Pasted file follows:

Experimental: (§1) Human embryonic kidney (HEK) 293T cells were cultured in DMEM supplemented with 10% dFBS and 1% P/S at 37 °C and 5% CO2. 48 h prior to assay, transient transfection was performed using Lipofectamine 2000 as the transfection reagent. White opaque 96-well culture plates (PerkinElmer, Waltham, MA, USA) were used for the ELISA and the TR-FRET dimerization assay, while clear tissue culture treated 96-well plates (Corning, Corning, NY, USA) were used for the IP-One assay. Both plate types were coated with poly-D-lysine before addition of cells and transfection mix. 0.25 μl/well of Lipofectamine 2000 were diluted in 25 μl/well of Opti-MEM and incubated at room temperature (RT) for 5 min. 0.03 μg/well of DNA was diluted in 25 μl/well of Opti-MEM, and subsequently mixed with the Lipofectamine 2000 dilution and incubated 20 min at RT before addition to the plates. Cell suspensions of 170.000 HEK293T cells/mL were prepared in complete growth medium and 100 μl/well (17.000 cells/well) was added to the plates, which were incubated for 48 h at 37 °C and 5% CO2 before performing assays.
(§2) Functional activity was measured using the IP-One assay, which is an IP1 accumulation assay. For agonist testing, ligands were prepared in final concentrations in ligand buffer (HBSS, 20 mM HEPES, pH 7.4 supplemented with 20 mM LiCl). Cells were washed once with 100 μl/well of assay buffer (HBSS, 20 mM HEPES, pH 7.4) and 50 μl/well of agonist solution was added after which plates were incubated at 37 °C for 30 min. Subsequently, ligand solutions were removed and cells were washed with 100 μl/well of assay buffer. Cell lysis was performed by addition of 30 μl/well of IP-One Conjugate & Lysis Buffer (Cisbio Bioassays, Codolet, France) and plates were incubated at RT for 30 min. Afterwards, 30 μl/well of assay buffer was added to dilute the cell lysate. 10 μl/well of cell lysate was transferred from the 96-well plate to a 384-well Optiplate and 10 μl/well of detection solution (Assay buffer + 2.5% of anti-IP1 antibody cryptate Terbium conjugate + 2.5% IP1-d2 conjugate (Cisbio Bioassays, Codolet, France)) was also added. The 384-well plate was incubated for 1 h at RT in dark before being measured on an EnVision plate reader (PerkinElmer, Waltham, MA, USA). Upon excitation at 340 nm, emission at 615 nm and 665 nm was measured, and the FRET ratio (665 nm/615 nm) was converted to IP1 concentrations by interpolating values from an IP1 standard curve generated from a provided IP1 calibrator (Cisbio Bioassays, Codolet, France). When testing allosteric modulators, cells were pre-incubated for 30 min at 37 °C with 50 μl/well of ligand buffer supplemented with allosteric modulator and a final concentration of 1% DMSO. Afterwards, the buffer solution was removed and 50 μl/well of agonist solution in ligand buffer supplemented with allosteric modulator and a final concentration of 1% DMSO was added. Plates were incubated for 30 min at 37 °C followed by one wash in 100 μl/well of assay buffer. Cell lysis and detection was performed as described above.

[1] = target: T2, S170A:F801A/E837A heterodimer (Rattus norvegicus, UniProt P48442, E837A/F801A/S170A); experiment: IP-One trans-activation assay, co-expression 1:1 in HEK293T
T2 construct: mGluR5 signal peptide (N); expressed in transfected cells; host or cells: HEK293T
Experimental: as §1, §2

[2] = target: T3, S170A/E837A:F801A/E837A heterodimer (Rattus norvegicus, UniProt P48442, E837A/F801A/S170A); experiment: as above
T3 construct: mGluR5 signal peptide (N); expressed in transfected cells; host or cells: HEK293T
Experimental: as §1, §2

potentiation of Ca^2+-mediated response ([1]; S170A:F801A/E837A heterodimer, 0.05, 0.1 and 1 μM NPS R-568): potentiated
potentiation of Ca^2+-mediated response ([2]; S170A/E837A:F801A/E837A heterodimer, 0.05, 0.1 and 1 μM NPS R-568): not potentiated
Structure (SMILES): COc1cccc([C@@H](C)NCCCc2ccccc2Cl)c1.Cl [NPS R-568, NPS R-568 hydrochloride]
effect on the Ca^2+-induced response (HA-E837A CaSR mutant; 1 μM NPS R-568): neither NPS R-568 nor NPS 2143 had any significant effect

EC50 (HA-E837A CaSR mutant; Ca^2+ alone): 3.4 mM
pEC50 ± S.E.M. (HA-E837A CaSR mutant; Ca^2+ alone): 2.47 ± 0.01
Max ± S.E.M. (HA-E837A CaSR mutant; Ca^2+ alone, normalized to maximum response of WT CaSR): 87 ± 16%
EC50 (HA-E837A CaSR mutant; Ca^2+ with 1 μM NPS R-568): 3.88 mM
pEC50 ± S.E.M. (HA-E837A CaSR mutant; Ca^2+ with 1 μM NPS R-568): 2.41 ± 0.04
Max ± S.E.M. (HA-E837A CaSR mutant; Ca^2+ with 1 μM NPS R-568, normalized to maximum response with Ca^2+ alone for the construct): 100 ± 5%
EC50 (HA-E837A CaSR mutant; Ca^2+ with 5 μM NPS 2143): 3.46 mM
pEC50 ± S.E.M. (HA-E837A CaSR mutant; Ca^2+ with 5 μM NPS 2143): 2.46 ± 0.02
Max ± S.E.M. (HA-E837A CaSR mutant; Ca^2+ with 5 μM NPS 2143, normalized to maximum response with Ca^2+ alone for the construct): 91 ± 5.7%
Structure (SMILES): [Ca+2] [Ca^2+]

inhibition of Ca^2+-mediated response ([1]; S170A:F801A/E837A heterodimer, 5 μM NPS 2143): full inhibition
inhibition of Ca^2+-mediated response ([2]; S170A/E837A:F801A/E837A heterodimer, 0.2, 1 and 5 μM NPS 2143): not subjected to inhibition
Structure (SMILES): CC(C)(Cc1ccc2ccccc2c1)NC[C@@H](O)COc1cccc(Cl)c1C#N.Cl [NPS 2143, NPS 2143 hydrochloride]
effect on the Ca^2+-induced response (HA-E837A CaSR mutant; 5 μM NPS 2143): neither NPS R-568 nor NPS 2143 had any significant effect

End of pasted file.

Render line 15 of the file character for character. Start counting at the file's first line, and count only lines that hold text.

Max ± S.E.M. (HA-E837A CaSR mutant; Ca^2+ alone, normalized to maximum response of WT CaSR): 87 ± 16%